A physical body is composed of many organs and limbs, each one of which serves its own unique function. That the head is superior to the foot is obvious, but without the foot, the body is incomplete. A defect in the foot affects the entire person. In order to exist as a healthy entity, the body requires all of its organs to be in prime condition and to work in consonance.

So too is it in regard to the Jewish people. There are many different types and categories of Jews. Some are on the level of "head," while others may be said to be the "feet." Nonetheless, each and every Jew is of inestimable value, an essential part of the Jewish people without whom the "body" of Jews would be incomplete. For this reason, all Jews are "guarantors for one another," as each individual possesses unique qualities which are necessary for the health and integrity of the whole .

True unity is only possible when all Jews stand together as one!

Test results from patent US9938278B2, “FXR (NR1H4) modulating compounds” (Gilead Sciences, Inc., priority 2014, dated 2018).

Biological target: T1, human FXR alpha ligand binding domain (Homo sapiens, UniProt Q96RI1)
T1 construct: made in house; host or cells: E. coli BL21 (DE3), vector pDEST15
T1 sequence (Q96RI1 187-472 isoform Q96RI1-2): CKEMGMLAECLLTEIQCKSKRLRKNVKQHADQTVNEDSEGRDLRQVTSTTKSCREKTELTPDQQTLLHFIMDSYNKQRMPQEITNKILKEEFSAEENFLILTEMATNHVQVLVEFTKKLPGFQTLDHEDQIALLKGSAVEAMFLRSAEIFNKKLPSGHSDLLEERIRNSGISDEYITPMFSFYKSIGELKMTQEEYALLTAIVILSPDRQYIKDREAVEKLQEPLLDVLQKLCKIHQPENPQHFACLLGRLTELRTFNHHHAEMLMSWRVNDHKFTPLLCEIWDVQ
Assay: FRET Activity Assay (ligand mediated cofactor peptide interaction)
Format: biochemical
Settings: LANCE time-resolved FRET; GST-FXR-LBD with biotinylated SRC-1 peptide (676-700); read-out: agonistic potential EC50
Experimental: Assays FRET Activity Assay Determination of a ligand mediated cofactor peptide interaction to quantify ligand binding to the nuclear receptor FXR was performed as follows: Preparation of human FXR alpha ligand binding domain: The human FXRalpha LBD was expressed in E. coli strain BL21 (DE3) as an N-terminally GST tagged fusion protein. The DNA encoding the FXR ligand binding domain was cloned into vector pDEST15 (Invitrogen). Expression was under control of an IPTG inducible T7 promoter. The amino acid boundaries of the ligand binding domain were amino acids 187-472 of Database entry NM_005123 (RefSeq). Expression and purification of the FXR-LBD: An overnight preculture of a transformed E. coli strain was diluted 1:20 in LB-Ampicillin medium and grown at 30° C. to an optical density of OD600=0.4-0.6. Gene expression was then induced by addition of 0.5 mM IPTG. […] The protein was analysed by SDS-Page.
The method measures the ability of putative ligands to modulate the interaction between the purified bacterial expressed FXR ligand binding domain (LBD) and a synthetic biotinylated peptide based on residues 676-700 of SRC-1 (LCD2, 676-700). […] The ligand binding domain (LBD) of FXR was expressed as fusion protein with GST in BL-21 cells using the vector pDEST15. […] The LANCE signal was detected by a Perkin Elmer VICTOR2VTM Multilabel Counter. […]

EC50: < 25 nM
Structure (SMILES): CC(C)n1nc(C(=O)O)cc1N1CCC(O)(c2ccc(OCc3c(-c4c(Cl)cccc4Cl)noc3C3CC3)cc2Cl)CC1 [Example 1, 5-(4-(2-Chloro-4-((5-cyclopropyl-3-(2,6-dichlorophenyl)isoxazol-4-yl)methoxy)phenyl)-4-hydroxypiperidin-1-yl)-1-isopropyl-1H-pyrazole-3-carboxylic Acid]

Candle lighting time for L.A. is 6:49 p.m.

Shabbat Shalom!

Thursday, September 10, 2009

Ayeko - Where are you??

In 1798, Rabbi Schneur Zalman of Liadi was imprisoned on charges, put forth by the opponents of Chassidism, that his teachings undermined the imperial authority of the czar. For 52 days he was held in the Peter-Paul Fortress in Petersburg.

Among the Rebbe's interrogators was a government minister who possessed broad knowledge of the Bible and Jewish studies. He once asked the Rebbe to explain the verse: "And G-d called out to the man (adam) and said to him: 'Where are you?' Did G-d not know where Adam was?

Rabbi Schneur Zalman presented the explanation offered by several of the commentaries: that the "Where are you?" was merely a "conversation opener" on the part of G-d, who did not wish to unnerve Adam by immediately confronting him with his wrongdoing.

"What Rashi says, I know," said the minister. "I wish to hear how the Rebbe understands the verse."

"Do you believe that the Torah is eternal?" asked the Rebbe. "Do you believe that its every word applies to every individual, under all conditions, at all times?"

"Yes," replied the minister.

Rabbi Schneur Zalman was extremely gratified to hear this. The czar's minister had affirmed a principle which lies at the basis of the teachings of Rabbi Israel Baal Shem Tov, the very teachings and ideology for which he was standing trial!